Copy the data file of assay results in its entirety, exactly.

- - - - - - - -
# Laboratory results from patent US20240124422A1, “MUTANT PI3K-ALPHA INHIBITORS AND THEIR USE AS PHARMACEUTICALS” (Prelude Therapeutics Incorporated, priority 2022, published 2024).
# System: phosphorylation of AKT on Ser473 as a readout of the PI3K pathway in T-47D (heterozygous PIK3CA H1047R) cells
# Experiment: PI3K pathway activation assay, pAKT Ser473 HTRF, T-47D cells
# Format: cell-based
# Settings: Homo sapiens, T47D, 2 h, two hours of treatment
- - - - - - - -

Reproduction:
# Laboratory results from patent US20240124422A1, “MUTANT PI3K-ALPHA INHIBITORS AND THEIR USE AS PHARMACEUTICALS” (Prelude Therapeutics Incorporated, priority 2022, published 2024).
# System: phosphorylation of AKT on Ser473 as a readout of the PI3K pathway in T-47D (heterozygous PIK3CA H1047R) cells
# Experiment: PI3K pathway activation assay, pAKT Ser473 HTRF, T-47D cells
# Format: cell-based
# Settings: Homo sapiens, T47D, 2 h, two hours of treatment